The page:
Note: you can change your routine to suit your body. For example, if you have tighter hamstrings, spend a little extra time rolling them. If your IT band is really tight (i.e. you feel a lot of pain when rolling the area), spend a lot of time on it. I spend a lot of time on my hip flexors and my IT bands. You have to learn to listen to your body and adapt accordingly.

Foam Rolling: The Final Say

If you haven’t already incorporated foam rolling and soft tissue work into your routine, then I hope this post has convinced you to do so.

You’ll be surprised at the powerful effect this tool can have on your body. In as little as 10-15 minutes a day, you can bring life and health back to your soft tissues and completely transform how your body functions and feels.

Get yourself a foam roller and start rolling!

If you have any questions or comments, please feel free to share them in the comments below!

Also, if you found the post useful, do me a favour and hit the like or tweet button on the left side to help me spread this info. Let’s spread that virus!

18 thoughts on “Foam Rolling Exercises for a Better Body: Your Foam Roller Guide”

    1. The only area I typically avoid foam rolling is the lower back. For the lower back I use a lacrosse ball instead – allows you to apply more concentrated pressure. I’ll talk about this in a future post.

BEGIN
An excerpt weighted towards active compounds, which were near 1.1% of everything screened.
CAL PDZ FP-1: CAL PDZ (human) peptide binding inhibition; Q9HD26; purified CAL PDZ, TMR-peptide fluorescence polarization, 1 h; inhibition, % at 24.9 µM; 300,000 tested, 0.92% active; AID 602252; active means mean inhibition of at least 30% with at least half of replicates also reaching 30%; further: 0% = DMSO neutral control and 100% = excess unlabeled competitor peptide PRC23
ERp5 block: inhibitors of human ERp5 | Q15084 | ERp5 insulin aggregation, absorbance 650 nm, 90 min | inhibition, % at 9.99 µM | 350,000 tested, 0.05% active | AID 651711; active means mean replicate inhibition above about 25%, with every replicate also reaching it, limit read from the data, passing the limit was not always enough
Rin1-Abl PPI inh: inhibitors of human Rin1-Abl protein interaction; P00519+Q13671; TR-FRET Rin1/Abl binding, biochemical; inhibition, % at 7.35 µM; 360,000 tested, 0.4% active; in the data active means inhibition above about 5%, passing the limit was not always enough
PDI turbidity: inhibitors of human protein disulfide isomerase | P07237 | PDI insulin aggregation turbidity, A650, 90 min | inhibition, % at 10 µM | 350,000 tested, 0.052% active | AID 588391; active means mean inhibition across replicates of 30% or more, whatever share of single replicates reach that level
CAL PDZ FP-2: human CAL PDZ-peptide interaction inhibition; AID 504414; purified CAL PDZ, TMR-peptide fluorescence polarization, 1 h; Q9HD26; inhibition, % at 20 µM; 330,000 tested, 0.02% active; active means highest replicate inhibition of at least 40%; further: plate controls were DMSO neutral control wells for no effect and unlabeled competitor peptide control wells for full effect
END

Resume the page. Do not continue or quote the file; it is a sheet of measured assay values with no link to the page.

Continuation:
1. Very nice vid!! I’m always encourging people to foam roll also as I’ve found it invaluable for loosening up my tight hips and “curing” my piriformis syndrome…the only difference from what you’ve shown is that when rolling the piriformis I have found it very effective to work on the side with the leg up and crossed rather than the side with the foot on the floor………keep up the good work 🙂

    1. Claire – I guess I should’ve shown both ways of working the piriformis. I do switch it up every now and then depending on how it feels. What kind of roller do you use?

      1. Hey 🙂 – I use a dense black roller mostly, but i’ve also found that a hard medicine ball is good for glutes and piriformis as the shape allows you to get in a bit deeper ( I’ll use a lacrosse ball on occasion but find that a little TOO intense sometimes 😉

  2. I’ve seen some videos on foam rolling but this video made me more interested as there are more body areas. Before this I only thought foam roller can only be used for position lying down face up! Those foam roller exercises look good for tense muscles, especially for those who sit long hours and it does look like a self-massage 🙂